Count Waldstein (1762 - 1823) and Beethoven's Waldstein Sonata opus 53

Count Ferdinand Ernst Gabriel von Waldstein was the young Beethoven's first great patron in Bonn - and his name will live for ever as the dedicatee of Beethoven's Waldstein Sonata opus 53.

19th century Vienna

Count Ferdinand Ernst Gabriel von Waldstein was the young Beethoven's first great patron in Bonn - and his name will live for ever as the dedicatee of Beethoven's Waldstein Sonata opus 53.

The youngest son of one of Vienna's most aristocratic families, he was dispatched to Bonn, since he already knew the Elector, Maximilian Franz , and had a great interest in the arts.

The young prodigy Ludwig van Beethoven was quickly brought to his attention and he took him under his wing.

Although Count Waldstein had not arrived in Bonn when the young Beethoven travelled to Vienna in 1787 to meet Mozart, and therefore could have had no hand in it, it was certainly through his intervention that the Elector released Beethoven to go to Vienna for the second - and final - time in 1792.

In 1791 Beethoven composed the music for a ballet Count Waldstein was producing, Ritterballet ( WoO 1), and allowed the Count to pass it off as his own. Beethoven will certainly have used this as a bargaining tool in his persistence to return to Vienna - it could well have been the reason he agreed to it in the first place. (Musicologists did not establish that the piece was composed by Beethoven until late in the last century!)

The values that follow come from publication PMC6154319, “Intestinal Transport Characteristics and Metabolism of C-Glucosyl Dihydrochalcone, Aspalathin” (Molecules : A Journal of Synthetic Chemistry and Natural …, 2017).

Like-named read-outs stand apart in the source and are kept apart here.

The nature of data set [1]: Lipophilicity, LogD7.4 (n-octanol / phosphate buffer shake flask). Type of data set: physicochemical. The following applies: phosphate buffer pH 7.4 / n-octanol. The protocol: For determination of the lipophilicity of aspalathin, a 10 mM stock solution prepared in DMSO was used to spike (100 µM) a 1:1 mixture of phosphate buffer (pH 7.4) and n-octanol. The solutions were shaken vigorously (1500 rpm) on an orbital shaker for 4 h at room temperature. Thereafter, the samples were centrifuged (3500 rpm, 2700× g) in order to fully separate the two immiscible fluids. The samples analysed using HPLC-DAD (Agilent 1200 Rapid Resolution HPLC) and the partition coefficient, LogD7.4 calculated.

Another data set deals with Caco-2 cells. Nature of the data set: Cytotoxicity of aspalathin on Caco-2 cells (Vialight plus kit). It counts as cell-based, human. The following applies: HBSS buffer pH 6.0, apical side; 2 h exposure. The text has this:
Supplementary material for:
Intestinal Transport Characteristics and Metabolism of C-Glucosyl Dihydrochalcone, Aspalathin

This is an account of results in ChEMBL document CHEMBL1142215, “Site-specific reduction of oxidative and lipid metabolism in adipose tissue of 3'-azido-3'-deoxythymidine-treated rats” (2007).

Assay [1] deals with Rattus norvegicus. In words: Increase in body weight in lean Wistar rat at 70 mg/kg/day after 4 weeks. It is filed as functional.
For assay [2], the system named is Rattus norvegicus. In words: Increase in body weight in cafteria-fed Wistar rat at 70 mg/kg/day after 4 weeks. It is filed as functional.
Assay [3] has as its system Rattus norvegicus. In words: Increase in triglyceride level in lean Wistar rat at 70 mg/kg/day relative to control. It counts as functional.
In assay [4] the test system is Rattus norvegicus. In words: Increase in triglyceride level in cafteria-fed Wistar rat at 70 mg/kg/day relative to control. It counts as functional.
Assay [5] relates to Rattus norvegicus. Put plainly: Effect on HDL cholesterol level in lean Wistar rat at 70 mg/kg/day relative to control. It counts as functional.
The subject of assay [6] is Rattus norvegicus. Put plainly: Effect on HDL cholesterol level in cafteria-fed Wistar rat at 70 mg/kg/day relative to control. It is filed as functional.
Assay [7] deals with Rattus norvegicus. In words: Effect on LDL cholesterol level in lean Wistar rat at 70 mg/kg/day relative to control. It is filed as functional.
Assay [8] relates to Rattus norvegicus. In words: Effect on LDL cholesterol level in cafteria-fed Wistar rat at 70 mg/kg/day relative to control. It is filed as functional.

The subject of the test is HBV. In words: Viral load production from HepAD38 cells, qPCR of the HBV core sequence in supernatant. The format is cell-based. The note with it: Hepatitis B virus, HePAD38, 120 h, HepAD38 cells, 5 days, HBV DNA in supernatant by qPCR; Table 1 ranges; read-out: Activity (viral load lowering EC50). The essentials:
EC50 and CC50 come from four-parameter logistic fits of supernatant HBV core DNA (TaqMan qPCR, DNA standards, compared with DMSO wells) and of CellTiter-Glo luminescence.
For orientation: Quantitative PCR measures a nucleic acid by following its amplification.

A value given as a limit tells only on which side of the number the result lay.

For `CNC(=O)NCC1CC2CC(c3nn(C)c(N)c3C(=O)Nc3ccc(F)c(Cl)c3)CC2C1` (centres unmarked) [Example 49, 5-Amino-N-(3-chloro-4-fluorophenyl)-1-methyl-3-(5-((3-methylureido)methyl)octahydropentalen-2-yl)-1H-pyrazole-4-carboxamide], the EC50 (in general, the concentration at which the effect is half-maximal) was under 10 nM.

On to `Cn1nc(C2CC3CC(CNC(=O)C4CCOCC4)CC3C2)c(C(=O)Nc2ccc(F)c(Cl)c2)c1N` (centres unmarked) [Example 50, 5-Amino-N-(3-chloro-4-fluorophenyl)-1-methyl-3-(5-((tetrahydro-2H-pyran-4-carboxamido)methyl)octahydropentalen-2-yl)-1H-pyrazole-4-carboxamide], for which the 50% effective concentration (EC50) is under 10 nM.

Proof of Waldstein's faith and prophetic belief in Beethoven was the message he wrote in the young man's autograph book, signed by his friends when he left for Vienna to study with Haydn in November 1792.

Waldstein wrote: "May you receive the spirit of Mozart through the hands of Haydn."

Count Waldstein had a chequered life, and ultimately an unhappy one, after Beethoven left Bonn. He believed passionately in Austria's ability - and duty - to defeat Napoleon Bonaparte's Revolutionary Army.

He frequently travelled to Vienna in fruitless attempts to persuade the Emperor to declare war. Finally, the Emperor, out of frustration and even anger, dismissed Waldstein from Imperial service and banished him from Vienna.

Waldstein tried to raise his own army to fight the French - bankrupting himself in the process. In 1805 he was reported to be back in Vienna, but in disguise to escape his creditors. In this year Beethoven - no doubt hearing of his misfortune - dedicated the opus 53 Piano Sonata to him.

He married a wealthy woman, but spent all her money too in what became an obsession - no doubt contributing to her early death.

Count Waldstein ended his life ignominiously, in a home for the destitute outside Vienna. On the day of his death a letter arrived informing him of the death of his elder brother - and that he was now to inherit the family fortune.